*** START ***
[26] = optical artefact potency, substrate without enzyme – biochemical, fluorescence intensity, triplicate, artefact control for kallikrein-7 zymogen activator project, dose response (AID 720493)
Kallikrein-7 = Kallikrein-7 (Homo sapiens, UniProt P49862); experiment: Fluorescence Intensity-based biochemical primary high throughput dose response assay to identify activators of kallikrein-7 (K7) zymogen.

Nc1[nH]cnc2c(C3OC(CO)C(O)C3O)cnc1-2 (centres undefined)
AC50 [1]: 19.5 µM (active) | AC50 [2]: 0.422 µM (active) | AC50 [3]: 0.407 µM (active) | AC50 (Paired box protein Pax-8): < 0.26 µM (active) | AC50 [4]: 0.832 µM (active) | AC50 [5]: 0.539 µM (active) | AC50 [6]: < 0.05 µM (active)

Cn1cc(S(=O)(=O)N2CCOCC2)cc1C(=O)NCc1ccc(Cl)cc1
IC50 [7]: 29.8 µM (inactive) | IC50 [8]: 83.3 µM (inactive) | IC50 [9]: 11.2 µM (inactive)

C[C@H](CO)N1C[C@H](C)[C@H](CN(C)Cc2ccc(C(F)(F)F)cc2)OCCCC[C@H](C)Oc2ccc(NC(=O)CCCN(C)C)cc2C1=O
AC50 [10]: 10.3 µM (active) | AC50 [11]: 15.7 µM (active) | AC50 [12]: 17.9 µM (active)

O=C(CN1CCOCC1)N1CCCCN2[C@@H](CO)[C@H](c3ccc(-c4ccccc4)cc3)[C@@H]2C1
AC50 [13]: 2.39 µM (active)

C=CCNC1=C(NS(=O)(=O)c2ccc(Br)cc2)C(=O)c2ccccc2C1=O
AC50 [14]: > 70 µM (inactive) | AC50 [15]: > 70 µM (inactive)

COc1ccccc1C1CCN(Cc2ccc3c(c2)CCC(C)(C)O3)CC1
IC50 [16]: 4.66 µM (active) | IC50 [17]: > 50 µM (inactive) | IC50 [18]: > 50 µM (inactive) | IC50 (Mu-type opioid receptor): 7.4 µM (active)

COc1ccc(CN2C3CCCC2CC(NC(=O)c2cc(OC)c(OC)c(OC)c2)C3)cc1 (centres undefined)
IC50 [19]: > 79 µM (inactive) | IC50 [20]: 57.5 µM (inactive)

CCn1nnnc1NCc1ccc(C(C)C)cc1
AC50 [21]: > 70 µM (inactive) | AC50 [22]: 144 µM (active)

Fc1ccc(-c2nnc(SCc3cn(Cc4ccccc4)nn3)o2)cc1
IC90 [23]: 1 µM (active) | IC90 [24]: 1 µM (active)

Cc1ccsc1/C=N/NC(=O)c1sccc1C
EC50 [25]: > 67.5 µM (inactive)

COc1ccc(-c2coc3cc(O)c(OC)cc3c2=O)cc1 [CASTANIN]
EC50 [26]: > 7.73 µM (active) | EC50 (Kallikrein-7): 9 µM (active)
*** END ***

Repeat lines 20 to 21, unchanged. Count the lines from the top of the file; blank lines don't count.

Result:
IC90 [23]: 1 µM (active) | IC90 [24]: 1 µM (active)

Cc1ccsc1/C=N/NC(=O)c1sccc1C